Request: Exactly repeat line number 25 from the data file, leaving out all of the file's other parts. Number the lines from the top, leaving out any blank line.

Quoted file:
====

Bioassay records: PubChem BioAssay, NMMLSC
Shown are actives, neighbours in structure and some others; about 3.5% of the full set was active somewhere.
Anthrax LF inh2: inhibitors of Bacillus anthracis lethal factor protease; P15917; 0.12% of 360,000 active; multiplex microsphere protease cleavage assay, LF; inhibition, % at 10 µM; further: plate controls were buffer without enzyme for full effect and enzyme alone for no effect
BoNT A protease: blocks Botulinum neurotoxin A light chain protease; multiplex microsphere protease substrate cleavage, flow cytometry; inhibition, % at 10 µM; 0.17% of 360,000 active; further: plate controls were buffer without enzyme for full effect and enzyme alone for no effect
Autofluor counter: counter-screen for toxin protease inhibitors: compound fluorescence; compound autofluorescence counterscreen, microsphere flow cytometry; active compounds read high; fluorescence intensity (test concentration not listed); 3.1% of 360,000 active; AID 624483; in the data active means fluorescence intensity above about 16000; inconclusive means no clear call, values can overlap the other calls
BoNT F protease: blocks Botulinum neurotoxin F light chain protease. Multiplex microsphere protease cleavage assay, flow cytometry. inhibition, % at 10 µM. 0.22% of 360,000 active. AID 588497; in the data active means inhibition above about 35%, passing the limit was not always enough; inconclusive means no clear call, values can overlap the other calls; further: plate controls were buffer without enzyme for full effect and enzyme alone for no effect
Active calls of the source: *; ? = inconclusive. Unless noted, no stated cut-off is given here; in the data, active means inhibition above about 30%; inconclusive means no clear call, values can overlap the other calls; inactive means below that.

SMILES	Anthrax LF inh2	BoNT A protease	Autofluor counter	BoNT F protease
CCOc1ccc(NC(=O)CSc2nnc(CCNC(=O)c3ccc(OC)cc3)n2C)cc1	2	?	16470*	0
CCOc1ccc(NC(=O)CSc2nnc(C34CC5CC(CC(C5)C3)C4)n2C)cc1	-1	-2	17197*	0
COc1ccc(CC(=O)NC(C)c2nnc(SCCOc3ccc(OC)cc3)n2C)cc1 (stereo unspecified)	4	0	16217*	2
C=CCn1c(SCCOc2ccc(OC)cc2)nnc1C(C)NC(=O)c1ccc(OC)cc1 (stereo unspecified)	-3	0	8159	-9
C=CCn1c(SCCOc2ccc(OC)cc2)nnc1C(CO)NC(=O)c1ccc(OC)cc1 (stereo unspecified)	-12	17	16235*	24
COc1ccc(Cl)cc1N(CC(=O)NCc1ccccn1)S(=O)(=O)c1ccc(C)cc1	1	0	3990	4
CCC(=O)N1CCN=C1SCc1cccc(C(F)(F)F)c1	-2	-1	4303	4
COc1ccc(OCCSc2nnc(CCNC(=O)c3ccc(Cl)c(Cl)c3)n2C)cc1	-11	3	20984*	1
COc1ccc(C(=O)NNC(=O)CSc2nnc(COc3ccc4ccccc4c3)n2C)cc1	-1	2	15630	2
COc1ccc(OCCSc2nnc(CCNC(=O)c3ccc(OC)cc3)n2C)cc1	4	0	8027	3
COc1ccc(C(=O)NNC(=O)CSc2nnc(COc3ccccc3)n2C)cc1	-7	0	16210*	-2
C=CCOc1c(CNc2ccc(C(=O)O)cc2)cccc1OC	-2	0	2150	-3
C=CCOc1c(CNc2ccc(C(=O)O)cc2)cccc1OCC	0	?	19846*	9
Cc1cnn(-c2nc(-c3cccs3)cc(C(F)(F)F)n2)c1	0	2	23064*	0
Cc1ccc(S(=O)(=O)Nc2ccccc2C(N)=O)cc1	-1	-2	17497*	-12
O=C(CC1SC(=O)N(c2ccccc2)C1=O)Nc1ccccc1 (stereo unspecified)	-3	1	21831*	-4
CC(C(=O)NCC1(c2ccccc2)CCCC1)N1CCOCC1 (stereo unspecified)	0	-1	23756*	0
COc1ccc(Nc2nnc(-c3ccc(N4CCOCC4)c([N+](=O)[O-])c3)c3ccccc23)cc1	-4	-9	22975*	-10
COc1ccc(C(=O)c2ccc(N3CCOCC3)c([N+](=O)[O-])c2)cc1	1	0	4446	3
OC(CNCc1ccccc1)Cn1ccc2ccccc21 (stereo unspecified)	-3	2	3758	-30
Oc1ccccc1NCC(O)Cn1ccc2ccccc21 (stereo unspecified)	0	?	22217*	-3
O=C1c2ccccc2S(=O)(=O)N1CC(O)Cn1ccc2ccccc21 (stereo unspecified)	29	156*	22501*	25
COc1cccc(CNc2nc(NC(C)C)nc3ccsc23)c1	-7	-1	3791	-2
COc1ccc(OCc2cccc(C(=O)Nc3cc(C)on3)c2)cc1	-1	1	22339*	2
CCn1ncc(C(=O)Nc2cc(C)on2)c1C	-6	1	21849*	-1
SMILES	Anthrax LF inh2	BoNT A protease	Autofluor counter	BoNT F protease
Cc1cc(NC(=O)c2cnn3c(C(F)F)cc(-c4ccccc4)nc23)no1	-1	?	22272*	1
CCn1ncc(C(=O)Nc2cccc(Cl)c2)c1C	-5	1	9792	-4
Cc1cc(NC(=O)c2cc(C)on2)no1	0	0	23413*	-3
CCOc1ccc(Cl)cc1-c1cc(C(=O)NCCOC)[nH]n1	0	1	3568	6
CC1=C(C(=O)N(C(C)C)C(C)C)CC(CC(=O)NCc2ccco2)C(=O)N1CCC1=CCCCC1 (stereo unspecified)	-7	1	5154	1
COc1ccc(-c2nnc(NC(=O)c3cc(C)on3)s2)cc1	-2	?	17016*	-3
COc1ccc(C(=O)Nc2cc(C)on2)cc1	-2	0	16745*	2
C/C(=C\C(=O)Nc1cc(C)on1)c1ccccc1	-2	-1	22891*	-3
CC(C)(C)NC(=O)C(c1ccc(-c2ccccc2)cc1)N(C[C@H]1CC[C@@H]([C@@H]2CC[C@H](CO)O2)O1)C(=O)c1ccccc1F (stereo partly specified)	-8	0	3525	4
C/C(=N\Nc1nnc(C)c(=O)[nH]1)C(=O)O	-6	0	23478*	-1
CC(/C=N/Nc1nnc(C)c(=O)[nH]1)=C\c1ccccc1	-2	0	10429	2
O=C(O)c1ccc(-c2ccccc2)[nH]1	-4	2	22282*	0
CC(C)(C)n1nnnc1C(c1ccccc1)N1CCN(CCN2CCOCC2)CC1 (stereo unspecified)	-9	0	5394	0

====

CC(C(=O)NCC1(c2ccccc2)CCCC1)N1CCOCC1 (stereo unspecified)	0	-1	23756*	0